People With Type 2 Diabetes Have a Greater Risk of Cardiovascular Disease Even With Risk Factors Optimally Controlled
December 02, 2020 02:30pm
Two recently-created algorithms could provide retail clinicians with a new tool to evaluate a patient's risk of developing complications from diabetes.
Two recently-created algorithms could provide retail clinicians with a new tool to evaluate a patient’s risk of developing complications from diabetes.
The algorithms were developed by researchers at the University of Nottingham, who sought to devise a method by which practitioners could predict the absolute risk of blindness and amputation among patients with diabetes.
The research team designed the tools by analyzing data on approximately 455,000 diabetic patients ages 25 to 84 across 763 general practices in England. They then used mathematical models to calculate risk equations for blindness and amputation over a 10-year period, accounting for risk factors such as ethnicity, body mass index, blood pressure, and cholesterol levels.
After validating their models using data from a total of 611 practices, the researchers determined that their algorithms could explain 41% and 32% of the variation in time to amputation and blindness in men, respectively, and 38% and 31% of this variation in women, respectively.
These are the first tools capable of predicting the 10-year risk of blindness and amputation among diabetic patients, according to the researchers, who developed a Web-basedcalculatoralongside the algorithms that clinicians can use to estimate the 10-year risk of diabetes-related blindness and amputation.
The research team noted that the individualized risk estimates provided by their tools could help both patients and practitioners make more informed choices about how best to prevent diabetes-related complications.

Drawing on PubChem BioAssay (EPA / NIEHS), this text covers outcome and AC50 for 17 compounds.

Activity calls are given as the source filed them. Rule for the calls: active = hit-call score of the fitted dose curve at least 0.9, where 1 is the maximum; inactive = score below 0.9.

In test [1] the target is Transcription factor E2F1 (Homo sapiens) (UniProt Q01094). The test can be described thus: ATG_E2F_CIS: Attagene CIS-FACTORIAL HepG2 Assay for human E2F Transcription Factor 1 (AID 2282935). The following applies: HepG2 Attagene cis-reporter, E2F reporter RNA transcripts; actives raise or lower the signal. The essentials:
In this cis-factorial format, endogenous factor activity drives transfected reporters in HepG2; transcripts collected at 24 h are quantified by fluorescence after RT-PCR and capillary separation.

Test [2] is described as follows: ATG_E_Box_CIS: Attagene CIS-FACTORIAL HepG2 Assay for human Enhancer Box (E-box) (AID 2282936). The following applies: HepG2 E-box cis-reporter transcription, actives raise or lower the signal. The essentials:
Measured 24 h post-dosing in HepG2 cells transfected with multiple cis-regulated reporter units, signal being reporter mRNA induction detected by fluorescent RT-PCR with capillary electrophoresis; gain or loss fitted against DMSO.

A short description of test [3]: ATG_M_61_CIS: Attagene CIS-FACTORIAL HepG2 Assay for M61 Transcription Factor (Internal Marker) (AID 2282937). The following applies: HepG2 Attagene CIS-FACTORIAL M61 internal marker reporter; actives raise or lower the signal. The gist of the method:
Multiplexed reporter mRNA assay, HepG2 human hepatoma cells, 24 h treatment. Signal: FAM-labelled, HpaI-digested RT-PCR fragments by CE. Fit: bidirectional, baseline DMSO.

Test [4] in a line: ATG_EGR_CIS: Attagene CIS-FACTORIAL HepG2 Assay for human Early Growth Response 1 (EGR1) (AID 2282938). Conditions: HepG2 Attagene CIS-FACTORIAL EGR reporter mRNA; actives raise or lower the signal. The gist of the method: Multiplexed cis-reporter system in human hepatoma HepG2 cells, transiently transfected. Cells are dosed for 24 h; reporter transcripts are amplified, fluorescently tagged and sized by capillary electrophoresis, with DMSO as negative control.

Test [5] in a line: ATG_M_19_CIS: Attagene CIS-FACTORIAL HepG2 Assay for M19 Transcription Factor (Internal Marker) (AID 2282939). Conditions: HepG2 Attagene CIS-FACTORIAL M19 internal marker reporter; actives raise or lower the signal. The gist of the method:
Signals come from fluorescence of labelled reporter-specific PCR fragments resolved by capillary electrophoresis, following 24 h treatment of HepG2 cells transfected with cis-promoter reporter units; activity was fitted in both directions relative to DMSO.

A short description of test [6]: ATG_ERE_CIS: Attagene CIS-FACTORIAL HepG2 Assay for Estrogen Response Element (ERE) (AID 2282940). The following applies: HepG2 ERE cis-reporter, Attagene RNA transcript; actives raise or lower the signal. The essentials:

“For clinicians and the health service, more accurate methods for stratifying patients according to their absolute risk of complications could enable screening programs to be tailored to an individual’s level of risk and support the more rational use of scarce resources,” the study authors wrote.
In an accompanying editorial published inBMJ, Azeem Majeed, MD, and Mariam Molokhia, MD, wrote that these tools “can help to provide the basis of a more individualized and holistic method of tackling these complications in patients.”
However, Drs. Majeed and Molokhia added that the models should be tested in actual practice, as well as in countries outside of the United Kingdom with a high prevalence of diabetes.
“We have some study weaknesses, including the lack of formal adjudication of diagnoses and the potential for bias due to missing data,” study author Julia Hippisley-Cox, MD, acknowledged in a press release. “But more accurate individualized information on the risk of complications may help patients to make more informed decisions about the balance of risks and benefits of treatment options reflecting their own values and choices.”